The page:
BELONGING: Emotional need to be an accepted member of a group, something greater than ourselves, or to give and receive attention to and from others. Without belonging, one cannot clearly identify 'self', leading to difficulties communicating/relating to others.

INFLUENCE: Capacity to have an effect upon something. In this case, the character, development or behaviour of someone or something.

D. Resources required

Pupils handheld devices (eg iPads, Chromebooks)

❏ Session checklist

❏ Resource Sheets:

4a: Marcus' identity

4b: What influences Marcus?

4c: Similarities and differences

2c: My identity map (previously completed by pupils)

❏ Slide pack for Session Four

  1. Session title

  2. Resilience

  3. Definition of 'resilience'

  4. Belonging

  5. Definition of 'belonging'

  6. Group

  7. Definition of a 'group'

  8. Ethnic group

  9. Definition of an 'ethnic group'

  10. Family and Peer groups

  11. Definition of 'family' and 'peer' groups

  12. School and Religious groups

  13. Definition of 'school' and 'religious' groups

  14. Influence

  15. Definition of 'influence'

  16. What influences Marcus?

  17. Identity map: Marcus

  18. Becoming resilient

E. Assessment opportunities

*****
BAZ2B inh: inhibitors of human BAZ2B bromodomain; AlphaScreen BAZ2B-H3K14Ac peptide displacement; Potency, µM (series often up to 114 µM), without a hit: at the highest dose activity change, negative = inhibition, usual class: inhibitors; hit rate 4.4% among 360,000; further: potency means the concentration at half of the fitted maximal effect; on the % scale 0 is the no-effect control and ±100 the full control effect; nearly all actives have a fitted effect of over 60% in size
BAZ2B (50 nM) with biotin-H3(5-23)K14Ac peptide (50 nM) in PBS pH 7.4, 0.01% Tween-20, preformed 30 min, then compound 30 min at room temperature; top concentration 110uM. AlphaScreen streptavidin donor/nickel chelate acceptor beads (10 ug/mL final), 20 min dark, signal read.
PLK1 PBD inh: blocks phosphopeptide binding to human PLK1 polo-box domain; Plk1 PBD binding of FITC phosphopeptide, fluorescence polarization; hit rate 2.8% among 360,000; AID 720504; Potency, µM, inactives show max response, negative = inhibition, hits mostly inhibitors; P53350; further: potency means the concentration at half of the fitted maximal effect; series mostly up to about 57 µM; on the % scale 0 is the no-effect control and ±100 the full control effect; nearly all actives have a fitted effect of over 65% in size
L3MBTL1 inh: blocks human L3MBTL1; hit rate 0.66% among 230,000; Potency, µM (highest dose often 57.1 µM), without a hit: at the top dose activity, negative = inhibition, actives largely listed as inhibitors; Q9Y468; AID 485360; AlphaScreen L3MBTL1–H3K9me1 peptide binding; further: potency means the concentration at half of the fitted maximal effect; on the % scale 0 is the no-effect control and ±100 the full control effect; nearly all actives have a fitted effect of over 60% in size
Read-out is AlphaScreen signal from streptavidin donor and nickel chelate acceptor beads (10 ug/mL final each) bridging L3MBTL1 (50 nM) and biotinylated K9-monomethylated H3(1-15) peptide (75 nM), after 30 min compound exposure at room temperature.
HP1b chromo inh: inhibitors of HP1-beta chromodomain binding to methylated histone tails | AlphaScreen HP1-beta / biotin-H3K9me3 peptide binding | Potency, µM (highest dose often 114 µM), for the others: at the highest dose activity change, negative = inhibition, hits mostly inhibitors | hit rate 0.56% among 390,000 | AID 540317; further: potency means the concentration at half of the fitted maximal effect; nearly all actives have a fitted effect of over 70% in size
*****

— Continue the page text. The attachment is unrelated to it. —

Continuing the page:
There are two specific assessment opportunities in activities three and four. You can use both to demonstrate how pupils' understanding has moved on from the previous discussion and bench marking exercise.

Starter activity: Session three recap

Recap and review ground rules as a class.

Discuss any rules created which worked well, together with any that didn't work – do they need to change?

Make amendments if required. Either way, ensure that pupils understand why we have ground rules and why they are essential.


What do we remember from the last session?

Review previous key learning objectives.


At the end of the last session, we talked about resilience.


Can anyone remember what resilience means?

Briefly test pupils' understanding to ensure they are familiar with the term.


Slide 2: Resilience

Recap on the term if needed.

Introduce Learning Outcomes for this session

Activity one: Understanding belonging

The term 'belonging' is explained as the human need to feel part of something and feel accepted for who you are (your identity) by others. Understanding that all of us, children and adults, have that 'need' within us is essential to the session.

Pupils will learn that our sense of belonging comes from the groups we choose to be part of, including family, friendship, school, community and religious groups. Research has identified that individuals with a strong sense of belonging within their own groups, communities and social networks are less likely to be drawn into situations that may put them at risk.


• Where does our sense of belonging come from?


Slide 4: Belonging

Allow some time for discussion. Note pupils' ideas on the whiteboard, and identify the critical factors of belonging that we get from the groups we choose to be part of (e.g. ethnic, family, friends, school, religious groups, etc.).

Activity two: What is a group?